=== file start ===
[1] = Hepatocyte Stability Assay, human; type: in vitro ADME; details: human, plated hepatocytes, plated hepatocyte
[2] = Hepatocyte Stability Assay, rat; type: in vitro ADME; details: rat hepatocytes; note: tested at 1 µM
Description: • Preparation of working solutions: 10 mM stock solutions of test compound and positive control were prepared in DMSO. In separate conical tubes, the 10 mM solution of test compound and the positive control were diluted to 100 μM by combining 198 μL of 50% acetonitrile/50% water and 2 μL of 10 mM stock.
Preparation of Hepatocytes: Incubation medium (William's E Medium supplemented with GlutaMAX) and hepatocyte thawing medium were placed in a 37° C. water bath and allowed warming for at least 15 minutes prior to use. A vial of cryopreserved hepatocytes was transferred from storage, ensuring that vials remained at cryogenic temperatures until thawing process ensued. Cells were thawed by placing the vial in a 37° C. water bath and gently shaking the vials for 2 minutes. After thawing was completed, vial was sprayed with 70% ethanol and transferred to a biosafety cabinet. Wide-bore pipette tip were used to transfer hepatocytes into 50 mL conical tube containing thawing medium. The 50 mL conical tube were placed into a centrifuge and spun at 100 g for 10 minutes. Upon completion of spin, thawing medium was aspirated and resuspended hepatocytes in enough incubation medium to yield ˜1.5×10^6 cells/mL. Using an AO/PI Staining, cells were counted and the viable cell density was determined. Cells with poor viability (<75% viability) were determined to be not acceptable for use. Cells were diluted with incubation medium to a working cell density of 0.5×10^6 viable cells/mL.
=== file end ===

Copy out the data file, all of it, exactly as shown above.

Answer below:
[1] = Hepatocyte Stability Assay, human; type: in vitro ADME; details: human, plated hepatocytes, plated hepatocyte
[2] = Hepatocyte Stability Assay, rat; type: in vitro ADME; details: rat hepatocytes; note: tested at 1 µM
Description: • Preparation of working solutions: 10 mM stock solutions of test compound and positive control were prepared in DMSO. In separate conical tubes, the 10 mM solution of test compound and the positive control were diluted to 100 μM by combining 198 μL of 50% acetonitrile/50% water and 2 μL of 10 mM stock.
Preparation of Hepatocytes: Incubation medium (William's E Medium supplemented with GlutaMAX) and hepatocyte thawing medium were placed in a 37° C. water bath and allowed warming for at least 15 minutes prior to use. A vial of cryopreserved hepatocytes was transferred from storage, ensuring that vials remained at cryogenic temperatures until thawing process ensued. Cells were thawed by placing the vial in a 37° C. water bath and gently shaking the vials for 2 minutes. After thawing was completed, vial was sprayed with 70% ethanol and transferred to a biosafety cabinet. Wide-bore pipette tip were used to transfer hepatocytes into 50 mL conical tube containing thawing medium. The 50 mL conical tube were placed into a centrifuge and spun at 100 g for 10 minutes. Upon completion of spin, thawing medium was aspirated and resuspended hepatocytes in enough incubation medium to yield ˜1.5×10^6 cells/mL. Using an AO/PI Staining, cells were counted and the viable cell density was determined. Cells with poor viability (<75% viability) were determined to be not acceptable for use. Cells were diluted with incubation medium to a working cell density of 0.5×10^6 viable cells/mL.